The role of religion in the Somali independence and civil war periods rarely gets a hearing. Then and now, religion manifests both as cause and remedy of conflict. Warlords were the focus of 1990s debate and reporting is now dominated by the exploits of the militant group, Harakat al Shabaab. Both perspectives ignore the widespread influence, for good and for ill, of a broader number of Islamist groups.
1Somalia is a predominantly Muslim country where Islam has heavily influenced national identity and provided social cohesion, where weak government and civil war have fostered insecurity and the spread of militant groups.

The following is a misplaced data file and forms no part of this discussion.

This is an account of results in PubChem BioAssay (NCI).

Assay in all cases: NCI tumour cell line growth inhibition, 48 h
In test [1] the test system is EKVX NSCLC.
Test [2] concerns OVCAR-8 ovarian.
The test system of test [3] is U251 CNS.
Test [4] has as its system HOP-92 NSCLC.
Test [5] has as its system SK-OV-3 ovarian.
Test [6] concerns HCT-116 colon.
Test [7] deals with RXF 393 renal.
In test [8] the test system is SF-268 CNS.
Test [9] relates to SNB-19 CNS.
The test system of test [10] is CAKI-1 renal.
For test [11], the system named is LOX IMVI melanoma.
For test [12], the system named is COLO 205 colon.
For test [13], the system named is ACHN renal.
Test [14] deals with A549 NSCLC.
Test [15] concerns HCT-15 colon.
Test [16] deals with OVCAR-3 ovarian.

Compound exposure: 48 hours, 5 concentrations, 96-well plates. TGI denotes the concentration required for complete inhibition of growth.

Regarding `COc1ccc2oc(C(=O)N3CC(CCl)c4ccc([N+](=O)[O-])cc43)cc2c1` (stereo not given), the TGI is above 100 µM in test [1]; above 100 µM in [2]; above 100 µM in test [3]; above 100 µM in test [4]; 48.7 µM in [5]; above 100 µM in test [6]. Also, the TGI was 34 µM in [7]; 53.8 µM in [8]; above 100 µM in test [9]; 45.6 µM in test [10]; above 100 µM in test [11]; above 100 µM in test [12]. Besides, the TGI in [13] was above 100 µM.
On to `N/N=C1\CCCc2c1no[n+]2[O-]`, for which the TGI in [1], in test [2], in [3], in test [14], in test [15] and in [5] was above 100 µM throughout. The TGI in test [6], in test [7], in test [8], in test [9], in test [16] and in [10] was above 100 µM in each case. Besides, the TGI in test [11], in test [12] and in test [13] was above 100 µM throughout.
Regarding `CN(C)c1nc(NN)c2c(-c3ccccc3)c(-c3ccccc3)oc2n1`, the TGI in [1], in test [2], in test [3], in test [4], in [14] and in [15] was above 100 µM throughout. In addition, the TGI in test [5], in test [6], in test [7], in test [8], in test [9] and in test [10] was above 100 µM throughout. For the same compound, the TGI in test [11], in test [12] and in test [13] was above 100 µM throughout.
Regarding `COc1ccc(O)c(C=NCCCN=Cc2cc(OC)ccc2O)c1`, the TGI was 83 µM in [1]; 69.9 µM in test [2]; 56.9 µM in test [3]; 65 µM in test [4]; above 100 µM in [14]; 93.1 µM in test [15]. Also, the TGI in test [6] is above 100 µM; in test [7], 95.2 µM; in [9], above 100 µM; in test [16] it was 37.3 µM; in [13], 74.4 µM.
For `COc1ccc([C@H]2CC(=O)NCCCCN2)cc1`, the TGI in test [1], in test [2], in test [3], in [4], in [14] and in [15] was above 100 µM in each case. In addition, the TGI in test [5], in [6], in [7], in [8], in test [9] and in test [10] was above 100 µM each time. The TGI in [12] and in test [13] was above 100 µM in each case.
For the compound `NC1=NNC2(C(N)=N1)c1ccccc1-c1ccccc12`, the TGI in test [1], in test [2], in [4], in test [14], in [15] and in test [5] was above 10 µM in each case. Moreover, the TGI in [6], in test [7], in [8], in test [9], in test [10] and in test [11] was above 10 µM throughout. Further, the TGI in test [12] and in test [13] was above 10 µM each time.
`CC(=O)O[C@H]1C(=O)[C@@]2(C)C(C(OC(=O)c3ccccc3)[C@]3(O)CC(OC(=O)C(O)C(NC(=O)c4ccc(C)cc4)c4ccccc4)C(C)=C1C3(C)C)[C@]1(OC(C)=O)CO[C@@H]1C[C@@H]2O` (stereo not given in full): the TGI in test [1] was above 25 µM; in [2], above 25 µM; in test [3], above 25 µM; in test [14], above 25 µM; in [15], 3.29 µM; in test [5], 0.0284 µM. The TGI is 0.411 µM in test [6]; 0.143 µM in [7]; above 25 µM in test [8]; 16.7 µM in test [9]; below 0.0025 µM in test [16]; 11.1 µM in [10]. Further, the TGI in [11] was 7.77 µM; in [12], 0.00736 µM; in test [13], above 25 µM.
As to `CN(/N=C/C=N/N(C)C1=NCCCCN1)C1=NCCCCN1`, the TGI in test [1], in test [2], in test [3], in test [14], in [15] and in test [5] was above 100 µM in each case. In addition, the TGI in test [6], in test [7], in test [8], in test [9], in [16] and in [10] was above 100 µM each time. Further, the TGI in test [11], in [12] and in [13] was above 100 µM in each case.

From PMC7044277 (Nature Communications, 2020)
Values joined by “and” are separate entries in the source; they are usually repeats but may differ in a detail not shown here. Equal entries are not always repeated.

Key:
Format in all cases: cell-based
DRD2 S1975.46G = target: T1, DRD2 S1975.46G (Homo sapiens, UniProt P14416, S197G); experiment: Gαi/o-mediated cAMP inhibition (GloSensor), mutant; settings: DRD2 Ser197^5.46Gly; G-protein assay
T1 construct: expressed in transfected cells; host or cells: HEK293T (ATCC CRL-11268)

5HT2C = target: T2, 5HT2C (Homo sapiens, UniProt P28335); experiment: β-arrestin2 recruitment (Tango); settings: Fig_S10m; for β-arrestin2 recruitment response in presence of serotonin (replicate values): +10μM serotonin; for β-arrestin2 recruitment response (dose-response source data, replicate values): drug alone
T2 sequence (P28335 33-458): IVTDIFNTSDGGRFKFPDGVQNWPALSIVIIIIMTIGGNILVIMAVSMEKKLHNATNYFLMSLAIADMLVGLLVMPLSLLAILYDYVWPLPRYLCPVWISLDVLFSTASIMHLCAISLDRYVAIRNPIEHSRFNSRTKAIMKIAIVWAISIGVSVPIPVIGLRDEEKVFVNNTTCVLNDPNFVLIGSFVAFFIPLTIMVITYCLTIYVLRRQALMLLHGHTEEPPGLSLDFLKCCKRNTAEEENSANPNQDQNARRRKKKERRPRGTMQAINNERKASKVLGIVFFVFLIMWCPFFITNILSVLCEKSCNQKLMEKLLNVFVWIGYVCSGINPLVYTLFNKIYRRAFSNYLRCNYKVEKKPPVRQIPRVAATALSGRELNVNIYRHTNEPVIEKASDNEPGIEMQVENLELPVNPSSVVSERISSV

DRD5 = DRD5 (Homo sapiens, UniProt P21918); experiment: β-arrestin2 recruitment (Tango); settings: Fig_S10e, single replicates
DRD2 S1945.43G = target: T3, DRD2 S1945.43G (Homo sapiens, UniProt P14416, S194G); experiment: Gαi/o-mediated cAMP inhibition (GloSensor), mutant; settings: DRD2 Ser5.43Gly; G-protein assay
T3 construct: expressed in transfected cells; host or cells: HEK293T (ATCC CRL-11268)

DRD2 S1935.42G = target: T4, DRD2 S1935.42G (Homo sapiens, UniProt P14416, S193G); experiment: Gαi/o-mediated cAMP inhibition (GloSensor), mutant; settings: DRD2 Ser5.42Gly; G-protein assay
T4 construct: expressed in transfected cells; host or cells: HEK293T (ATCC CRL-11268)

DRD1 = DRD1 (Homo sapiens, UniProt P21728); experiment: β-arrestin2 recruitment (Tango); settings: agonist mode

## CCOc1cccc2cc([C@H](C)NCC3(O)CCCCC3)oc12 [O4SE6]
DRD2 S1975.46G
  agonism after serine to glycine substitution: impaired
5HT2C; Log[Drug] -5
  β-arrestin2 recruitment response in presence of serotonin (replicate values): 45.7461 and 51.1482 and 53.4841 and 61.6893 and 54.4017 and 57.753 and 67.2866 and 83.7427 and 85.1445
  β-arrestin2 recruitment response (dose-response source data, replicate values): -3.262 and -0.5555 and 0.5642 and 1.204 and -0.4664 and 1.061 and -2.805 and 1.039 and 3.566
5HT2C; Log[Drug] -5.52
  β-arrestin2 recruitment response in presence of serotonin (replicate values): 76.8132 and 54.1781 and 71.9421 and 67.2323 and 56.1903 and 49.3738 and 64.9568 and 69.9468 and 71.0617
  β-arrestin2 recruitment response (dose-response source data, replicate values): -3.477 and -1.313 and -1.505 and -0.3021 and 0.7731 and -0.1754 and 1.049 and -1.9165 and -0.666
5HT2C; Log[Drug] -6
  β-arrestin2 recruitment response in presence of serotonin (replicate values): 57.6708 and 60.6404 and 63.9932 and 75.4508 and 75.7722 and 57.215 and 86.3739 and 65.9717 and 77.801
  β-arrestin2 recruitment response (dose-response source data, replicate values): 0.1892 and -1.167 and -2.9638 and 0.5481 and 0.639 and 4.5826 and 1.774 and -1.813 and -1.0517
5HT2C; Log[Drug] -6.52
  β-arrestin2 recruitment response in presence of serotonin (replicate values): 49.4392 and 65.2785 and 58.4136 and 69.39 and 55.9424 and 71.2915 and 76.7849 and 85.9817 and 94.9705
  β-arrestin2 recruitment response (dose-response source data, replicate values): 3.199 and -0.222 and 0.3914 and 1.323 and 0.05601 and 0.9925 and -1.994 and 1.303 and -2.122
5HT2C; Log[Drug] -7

2The Muslim Brotherhood played a positive role during the civil war through peace building initiatives and delivering aid. Its significance has since diminished with splits over military and political activity. Other Islamist groups crowd the political landscape and all have struggled to navigate the Somali clan system.
3Other Islamist groups currently oppose Al Shabaab. Although it is unable to hold significant territory and has suffered from internal division, it remains the most high profile organisation in Somalia. Islam thus remains crucial to both the continuation of the conflict, and the prospects for peace.